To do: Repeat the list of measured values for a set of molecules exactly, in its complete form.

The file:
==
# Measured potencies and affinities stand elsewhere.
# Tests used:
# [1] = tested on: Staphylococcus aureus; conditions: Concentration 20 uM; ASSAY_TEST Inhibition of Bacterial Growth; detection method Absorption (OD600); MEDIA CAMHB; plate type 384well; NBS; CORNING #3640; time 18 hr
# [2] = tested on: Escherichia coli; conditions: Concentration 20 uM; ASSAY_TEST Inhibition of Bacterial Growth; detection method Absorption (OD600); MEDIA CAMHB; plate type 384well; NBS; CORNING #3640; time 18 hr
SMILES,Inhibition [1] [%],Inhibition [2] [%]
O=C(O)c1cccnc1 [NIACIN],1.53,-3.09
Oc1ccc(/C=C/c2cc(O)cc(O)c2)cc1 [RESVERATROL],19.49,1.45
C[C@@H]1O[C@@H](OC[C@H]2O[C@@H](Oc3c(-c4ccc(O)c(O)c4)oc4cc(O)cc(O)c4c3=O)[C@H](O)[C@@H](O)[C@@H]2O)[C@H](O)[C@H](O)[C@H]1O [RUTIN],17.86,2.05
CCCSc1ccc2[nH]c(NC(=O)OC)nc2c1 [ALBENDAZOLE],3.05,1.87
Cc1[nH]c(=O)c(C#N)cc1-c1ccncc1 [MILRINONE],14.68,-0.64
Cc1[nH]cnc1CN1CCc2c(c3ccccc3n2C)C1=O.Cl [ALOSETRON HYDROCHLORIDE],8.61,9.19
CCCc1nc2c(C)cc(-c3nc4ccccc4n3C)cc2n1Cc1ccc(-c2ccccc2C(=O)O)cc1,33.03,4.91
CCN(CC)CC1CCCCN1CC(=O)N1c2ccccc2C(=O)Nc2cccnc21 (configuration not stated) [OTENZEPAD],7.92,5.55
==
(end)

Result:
# Measured potencies and affinities stand elsewhere.
# Tests used:
# [1] = tested on: Staphylococcus aureus; conditions: Concentration 20 uM; ASSAY_TEST Inhibition of Bacterial Growth; detection method Absorption (OD600); MEDIA CAMHB; plate type 384well; NBS; CORNING #3640; time 18 hr
# [2] = tested on: Escherichia coli; conditions: Concentration 20 uM; ASSAY_TEST Inhibition of Bacterial Growth; detection method Absorption (OD600); MEDIA CAMHB; plate type 384well; NBS; CORNING #3640; time 18 hr
SMILES,Inhibition [1] [%],Inhibition [2] [%]
O=C(O)c1cccnc1 [NIACIN],1.53,-3.09
Oc1ccc(/C=C/c2cc(O)cc(O)c2)cc1 [RESVERATROL],19.49,1.45
C[C@@H]1O[C@@H](OC[C@H]2O[C@@H](Oc3c(-c4ccc(O)c(O)c4)oc4cc(O)cc(O)c4c3=O)[C@H](O)[C@@H](O)[C@@H]2O)[C@H](O)[C@H](O)[C@H]1O [RUTIN],17.86,2.05
CCCSc1ccc2[nH]c(NC(=O)OC)nc2c1 [ALBENDAZOLE],3.05,1.87
Cc1[nH]c(=O)c(C#N)cc1-c1ccncc1 [MILRINONE],14.68,-0.64
Cc1[nH]cnc1CN1CCc2c(c3ccccc3n2C)C1=O.Cl [ALOSETRON HYDROCHLORIDE],8.61,9.19
CCCc1nc2c(C)cc(-c3nc4ccccc4n3C)cc2n1Cc1ccc(-c2ccccc2C(=O)O)cc1,33.03,4.91
CCN(CC)CC1CCCCN1CC(=O)N1c2ccccc2C(=O)Nc2cccnc21 (configuration not stated) [OTENZEPAD],7.92,5.55